Pumping California Dry

Water shortages and environmentally-based restrictions are leaving Central California's agricultural lands dry. As a result, farmers are increasingly tapping into groundwater sources. Many are calling on the state to monitor the use of its aquifers.
May 16, 2009, 5am PDT | Nate Berg
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"Although California has been a pathbreaker in some environmental arenas, like embracing renewable energy and recycling, groundwater rights remain sacrosanct. But the state government is facing growing pressure to embrace regulation."

"Recent scientific studies indicate that in the long term, climate change is diminishing the potential for the Sierra snowpack to generate enough runoff. Aquifers are thus a crucial insurance policy for water users."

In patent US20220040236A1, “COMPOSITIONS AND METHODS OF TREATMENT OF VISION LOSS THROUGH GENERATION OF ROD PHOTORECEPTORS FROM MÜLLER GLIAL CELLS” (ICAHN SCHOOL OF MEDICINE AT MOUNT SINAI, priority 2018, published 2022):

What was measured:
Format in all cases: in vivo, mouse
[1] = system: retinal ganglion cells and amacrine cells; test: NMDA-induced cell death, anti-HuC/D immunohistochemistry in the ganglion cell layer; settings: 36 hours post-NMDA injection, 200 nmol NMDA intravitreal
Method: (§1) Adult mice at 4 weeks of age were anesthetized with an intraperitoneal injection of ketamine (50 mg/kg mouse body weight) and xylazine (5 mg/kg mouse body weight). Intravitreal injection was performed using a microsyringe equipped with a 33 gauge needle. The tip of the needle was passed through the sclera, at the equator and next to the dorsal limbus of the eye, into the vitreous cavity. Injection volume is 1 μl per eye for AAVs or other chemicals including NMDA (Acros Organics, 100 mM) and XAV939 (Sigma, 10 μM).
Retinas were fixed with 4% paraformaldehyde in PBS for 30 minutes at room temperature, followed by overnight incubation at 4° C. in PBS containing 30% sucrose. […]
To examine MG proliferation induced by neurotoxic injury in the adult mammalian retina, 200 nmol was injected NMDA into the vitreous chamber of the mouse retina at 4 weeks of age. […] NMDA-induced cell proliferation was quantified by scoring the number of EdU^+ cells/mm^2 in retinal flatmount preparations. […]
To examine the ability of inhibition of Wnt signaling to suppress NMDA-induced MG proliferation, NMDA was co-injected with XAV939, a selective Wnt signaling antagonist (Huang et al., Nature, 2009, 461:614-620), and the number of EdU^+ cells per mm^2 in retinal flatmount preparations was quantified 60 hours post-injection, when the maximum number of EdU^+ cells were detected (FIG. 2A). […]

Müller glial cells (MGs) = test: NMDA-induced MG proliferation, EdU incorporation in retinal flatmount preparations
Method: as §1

"Critics argue that refusing to monitor and regulate groundwater could prove catastrophic to the state's real estate sector and its $36 billion agricultural economy."

"But even Mr. Schwarzenegger is heeding the growing drumbeat on groundwater. Issuing an emergency drought declaration in February, he asked local governments and water districts for the first time to supply the state with data on groundwater supplies."

"Compliance so far has been spotty, said Mark Cowin, deputy director of the state's Department of Water Resources. 'In a lot of cases,' Mr. Cowin said, 'it's simply a matter of the information not existing.'"

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Published on Thursday, May 14, 2009 in The New York Times
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